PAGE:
- QCG Computing integrates with EGI Accounting by using a plugin for APEL/SSM. The plugin takes the accounting records generated by the QCG Accounting agent, formats them in the APEL STOMP format, and drops them as a file in the APEL/SSM service's "outgoing" directory.
- The QCG platform includes Nagios plugins for all three key QCG platform services; these probes are bundled and invoked with the EGI SAM service. Additional Nagios installations are not needed.
- Inforrmation Discovery
- QCG Grid services must be registered in EGI's GOC DB. Three service types are available for registration: QCG.Computing, QCG.Notification, and QCG.Broker. The EGI SAM framework will query the GOC DB for QCG services and invoke the Nagios plugins accordingly.
QCG currently is not publishing dynamic information into the BDII system. EGI and PSNC are currently exploring the feasibility of this integration.
This section drills in more detail into the architecture of the QosCosGrid platform. The previous section aims to provide an overview of the key subsystems and offered capabilities of the QCG platform, this section describes the fundamental architecture of this platform, how it integrates with the EGI Core Infrastructure, as well as deployment scenarios capturing what needs to be deployed in order to offer certain capabilities of this platform.
The QCG-Computing system provides the main computing capabilities available with the QosCosGrid platform. The Computing component implements most of the compute functionality; it is supported by several internal components. Gridmapfile provides user authorization based on commonly used grid-map files and is directly integrated with EGI's X.509-based user authentication infrastructure. The core:Core component is shared with the QCG-Notification system and provides shared packages and libraries. core:DEP and core:curl are compatibility packages that were bundled by PSNC to provide more recent versions or missing libraries compared to Scientific Linux 5 baseline.
QCG-Computing integrates with a broad set of Local Resource Management Systems (LRMS) through its LRMS component abstracting away LRMS-specifics using a publicly standardised interface. Implementations of this interface exist for PBS, PBSPro, SLURM, LL, LSF, (S)GE and Torque.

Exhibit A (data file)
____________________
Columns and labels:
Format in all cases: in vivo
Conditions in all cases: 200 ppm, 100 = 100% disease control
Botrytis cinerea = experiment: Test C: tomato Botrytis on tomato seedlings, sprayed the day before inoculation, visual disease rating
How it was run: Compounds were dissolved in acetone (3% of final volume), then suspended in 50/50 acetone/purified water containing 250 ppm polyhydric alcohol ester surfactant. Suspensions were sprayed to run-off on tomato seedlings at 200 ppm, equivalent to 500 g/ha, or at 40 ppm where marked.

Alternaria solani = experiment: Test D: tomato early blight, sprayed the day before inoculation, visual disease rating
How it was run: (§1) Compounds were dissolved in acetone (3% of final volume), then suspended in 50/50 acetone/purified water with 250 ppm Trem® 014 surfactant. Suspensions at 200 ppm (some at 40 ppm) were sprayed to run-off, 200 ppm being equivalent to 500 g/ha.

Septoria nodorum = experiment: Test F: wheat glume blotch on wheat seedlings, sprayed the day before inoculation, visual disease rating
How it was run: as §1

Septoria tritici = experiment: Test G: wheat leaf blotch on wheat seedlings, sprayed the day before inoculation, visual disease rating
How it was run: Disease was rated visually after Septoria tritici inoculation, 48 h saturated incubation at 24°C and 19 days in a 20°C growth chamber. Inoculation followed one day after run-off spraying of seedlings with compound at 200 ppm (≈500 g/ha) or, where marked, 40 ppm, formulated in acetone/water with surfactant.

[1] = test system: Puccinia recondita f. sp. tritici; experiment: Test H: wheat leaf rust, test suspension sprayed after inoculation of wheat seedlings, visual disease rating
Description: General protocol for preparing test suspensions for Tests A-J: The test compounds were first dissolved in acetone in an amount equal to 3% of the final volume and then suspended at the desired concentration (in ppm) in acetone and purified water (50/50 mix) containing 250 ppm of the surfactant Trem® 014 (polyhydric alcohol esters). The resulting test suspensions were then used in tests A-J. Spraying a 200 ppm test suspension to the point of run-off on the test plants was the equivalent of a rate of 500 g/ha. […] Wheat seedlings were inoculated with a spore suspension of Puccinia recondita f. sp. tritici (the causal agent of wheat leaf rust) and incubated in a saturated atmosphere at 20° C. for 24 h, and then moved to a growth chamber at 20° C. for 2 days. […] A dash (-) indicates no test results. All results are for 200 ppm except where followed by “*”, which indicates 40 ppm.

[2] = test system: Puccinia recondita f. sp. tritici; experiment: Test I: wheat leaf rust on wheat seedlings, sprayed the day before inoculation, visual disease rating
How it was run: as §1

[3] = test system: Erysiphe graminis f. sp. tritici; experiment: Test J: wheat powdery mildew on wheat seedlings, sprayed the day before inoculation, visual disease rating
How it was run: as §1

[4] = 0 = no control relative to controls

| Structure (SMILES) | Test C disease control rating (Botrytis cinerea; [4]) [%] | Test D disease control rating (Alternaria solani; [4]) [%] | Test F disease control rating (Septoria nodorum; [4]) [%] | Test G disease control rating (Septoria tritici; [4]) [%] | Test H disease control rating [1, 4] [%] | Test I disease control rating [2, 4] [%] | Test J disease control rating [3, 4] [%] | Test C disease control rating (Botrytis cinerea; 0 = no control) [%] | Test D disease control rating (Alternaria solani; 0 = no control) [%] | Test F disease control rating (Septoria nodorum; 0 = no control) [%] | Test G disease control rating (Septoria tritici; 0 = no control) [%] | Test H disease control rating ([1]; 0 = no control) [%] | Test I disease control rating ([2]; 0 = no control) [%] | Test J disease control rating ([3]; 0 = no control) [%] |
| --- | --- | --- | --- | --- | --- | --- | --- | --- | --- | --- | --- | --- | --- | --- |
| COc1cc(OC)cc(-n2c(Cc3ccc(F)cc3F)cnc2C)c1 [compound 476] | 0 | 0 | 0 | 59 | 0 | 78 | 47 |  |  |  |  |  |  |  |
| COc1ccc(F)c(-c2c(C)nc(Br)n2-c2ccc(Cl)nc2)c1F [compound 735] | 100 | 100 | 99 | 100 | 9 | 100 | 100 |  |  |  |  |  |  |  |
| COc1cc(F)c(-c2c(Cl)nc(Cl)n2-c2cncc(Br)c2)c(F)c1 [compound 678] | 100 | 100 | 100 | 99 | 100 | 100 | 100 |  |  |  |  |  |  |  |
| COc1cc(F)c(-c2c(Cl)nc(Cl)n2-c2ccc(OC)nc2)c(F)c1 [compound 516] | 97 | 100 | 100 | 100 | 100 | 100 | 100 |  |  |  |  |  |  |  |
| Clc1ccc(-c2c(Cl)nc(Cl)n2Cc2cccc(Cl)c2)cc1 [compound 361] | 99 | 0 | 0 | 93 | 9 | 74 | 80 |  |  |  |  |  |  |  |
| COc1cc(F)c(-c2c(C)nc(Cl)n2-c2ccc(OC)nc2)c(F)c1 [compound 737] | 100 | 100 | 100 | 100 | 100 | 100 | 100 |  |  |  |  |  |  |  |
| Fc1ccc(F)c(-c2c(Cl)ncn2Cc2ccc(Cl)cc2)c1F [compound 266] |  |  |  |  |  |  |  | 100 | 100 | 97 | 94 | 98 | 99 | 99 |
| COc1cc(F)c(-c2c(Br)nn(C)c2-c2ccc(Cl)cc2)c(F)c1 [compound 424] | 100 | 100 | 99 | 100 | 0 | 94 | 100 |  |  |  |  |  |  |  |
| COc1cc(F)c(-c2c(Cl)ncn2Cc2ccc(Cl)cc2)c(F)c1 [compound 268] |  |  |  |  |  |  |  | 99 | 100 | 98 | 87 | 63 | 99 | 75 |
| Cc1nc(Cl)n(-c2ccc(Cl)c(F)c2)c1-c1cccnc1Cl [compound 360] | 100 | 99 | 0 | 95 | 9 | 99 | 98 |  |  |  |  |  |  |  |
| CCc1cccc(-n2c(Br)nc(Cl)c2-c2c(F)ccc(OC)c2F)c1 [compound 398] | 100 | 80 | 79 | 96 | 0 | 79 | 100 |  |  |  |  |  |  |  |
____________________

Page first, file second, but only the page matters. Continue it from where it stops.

QCG-Computing supports both simple compute jobs and parallel jobs out of the box - provided that a suitable parallel programming toolkit (ProActive/OpenMPI) is installed in the cluster. QCG-Computing also supports multi-scale jobs through the MUSCLE library for multi-scale jobs that do not have heterogeneous requirements.
Interfaces & Standards
- WS-Notification 1.3
- QCG-Computing uses the WS-Notification 1.3 family of standards to implement the role of a Notification Producer by using the ws-n:RegisterPublisherPublisher interface to register itself, and then the ws-n:NotificationBroker interface to sent notification events to subscribed consumers.
- OGF OGSA Basic Execution Service 1.0
- QCG-Computing uses the OGF OGSA BES 1.0 specification to expose its computing services to the Grid.
- OGF JSDL 1.0 & JSDL HPC 1.0 extension
- As mandated by the OGF BES 1.0 specification QCG-Computing accepts compute job descriptions in the JSDL 1.0. As mandated by the OGF OGSA-HPC Basic Profile QCG-Computing also accepts the JSDL HPC 1.0 extension for Job Descriptions.
- OGF OGSA-HPC Basic Profile 1.0
- QCG-Compute implements the OGF OGSA-HPC BP 1.0 which defines a profile across the following specification by incorporation: WS-I Basic Profile 1.1, OGF OGSA-BES 1.0, JSDL 1.0.
- OGF DRMAA 1.0
- SCG Compute uses the OGF DRMAA 1.0 to integrate with various different LRMSs. QCG Compute acts as a client to the DRMAA-compliant implementations and is implemented against the DRMAA service interface. A number of DRMAA 1.0 integrations for LRMSs are available, either by PSNC directly (e.g. for IBM LoadLeveler, LL), or bundled and sourced from elsewhere. The corresponding DRMAA plugin needs to be installed and configured in the QCG Computing configuration file. An overview of available DRMAA implementations for LRMSs is available at the DRMAA implementations part of the DRMAA WG web site.
This section provides an overview of the deployment requirements and dependencies in order to provide a specific capability.
|Fronting a compute cluster||Job Execution, Advance Reservation|
|Fronting a compute cluster||On the cluster worker nodes||Job Execution, Advance Reservation, Parallel Job (Java)|
|Fronting a compute cluster||On the cluster worker nodes||Job Execution, Advance Reservation, Parallel Job (C, C++, Fortran)|
|Fronting a compute cluster||On the cluster worker nodes||Job Execution, Advance Reservation, Multi-scale job|
The QCG-Notification system is a generic implementation of the WS-Notification family of standards (Base Notification, Brokered Notification, Topics). QCG-Notification supports all mandatory and optional elements of WS-Notification specifications, particularly topics, subscriptions, and pull points. Hence it can be integrated with many other WS-Notification compliant systems, even though QCG-Notification extends the WS-Notification standards with some management and discovery operations. However, the main use case for QCG-Notification is to provide asynchronous status notification for cross-cluster job executions managed by the QCG-Broker system.